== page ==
Monday 12 May 2014

Smoke and Learn

The local charity shops seem to be conspiring to return to me the natural history (as we called it then) books of my childhood. A few weeks ago, it was the Ladybird book of British Birds and Their Nests; this weekend, in the window of the Oxfam shop, it was An Album of Animals of the Countryside, a cigarette card album issued by John Player & Sons ('Price one penny'). Naturally I bought it on the spot (price £4.99). My father had this album, kept from his younger days, and I enjoyed browsing in it from time to time. I imagine it was eventually thrown out in one of my parents' house moves...
 A relic of the days when smoking was regarded as not only healthy and wholesome but potentially educational - smoke the ciggies, collect the cards and learn more about the world - the Album of Animals of the Countryside is, within its small compass, wonderfully informative, as well as pleasing to the eye. The sepia and pale green cover, with its lovely image of Harvest Mice, has a deft line drawing of a Red Squirrel on its verso - the first of several dotted through the album, culminating in a charming vignette of a Fox crossing a field under a full moon. The graphic style might be described as post-Edwardian, and this album seems to have been first issued around 1918 and stayed available until the 1940s.
 The images on the cards are in colour, well designed to present the animal as clearly and completely as possible, in characteristic pose and habitat, and they appear to have been adapted from photographic images. There are 50 of them, all present and correct, showing a good range of mammals, reptiles and amphibians - a selection of 50 species made today would probably look much the same, though the terrain has changed: we now have 18 species of bats to choose from, for example, and successful introductions and escapes like the Muntjac and Sika deer and the pernicious Mink. The Red Squirrel, at the time of the Album, was 'found over the greater part of Great Britain and Ireland, but is getting rarer in many of its former haunts' (and is now long absent from them). By contrast, deer are very much more abundant now than then, as are Foxes and (of course) Grey 'Squirrels'.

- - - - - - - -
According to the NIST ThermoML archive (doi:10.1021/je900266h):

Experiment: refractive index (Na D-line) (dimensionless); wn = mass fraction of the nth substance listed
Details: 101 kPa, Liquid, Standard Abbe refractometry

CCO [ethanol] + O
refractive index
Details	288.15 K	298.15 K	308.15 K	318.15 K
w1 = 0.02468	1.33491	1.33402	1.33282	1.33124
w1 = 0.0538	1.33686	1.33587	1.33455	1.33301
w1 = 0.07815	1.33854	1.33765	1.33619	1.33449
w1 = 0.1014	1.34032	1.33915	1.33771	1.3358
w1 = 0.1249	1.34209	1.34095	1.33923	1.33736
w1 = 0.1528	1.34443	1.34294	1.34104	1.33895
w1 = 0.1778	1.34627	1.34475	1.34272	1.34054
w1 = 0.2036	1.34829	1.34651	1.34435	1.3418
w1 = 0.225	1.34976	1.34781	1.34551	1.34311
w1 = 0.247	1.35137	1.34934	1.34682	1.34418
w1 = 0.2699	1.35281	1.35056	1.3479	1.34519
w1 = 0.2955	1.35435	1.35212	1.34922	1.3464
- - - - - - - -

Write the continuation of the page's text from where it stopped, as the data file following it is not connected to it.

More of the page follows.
As for rats, I was intrigued to read that the Black Rat is 'once again the dominant species' in London. Not any more it isn't, and the Black Rat (or Ship Rat) hangs on only in a few small colonies in our port (or former port) cities. From the card caption in the Album I learned that the now ubiquitous and thriving Brown Rat was 'first recorded in England about 1728'. Indeed, until the time of the Crusades, these islands were free of rats, black or brown. The things you could learn by smoking your way through pack after pack of John Player's instructive cigarettes...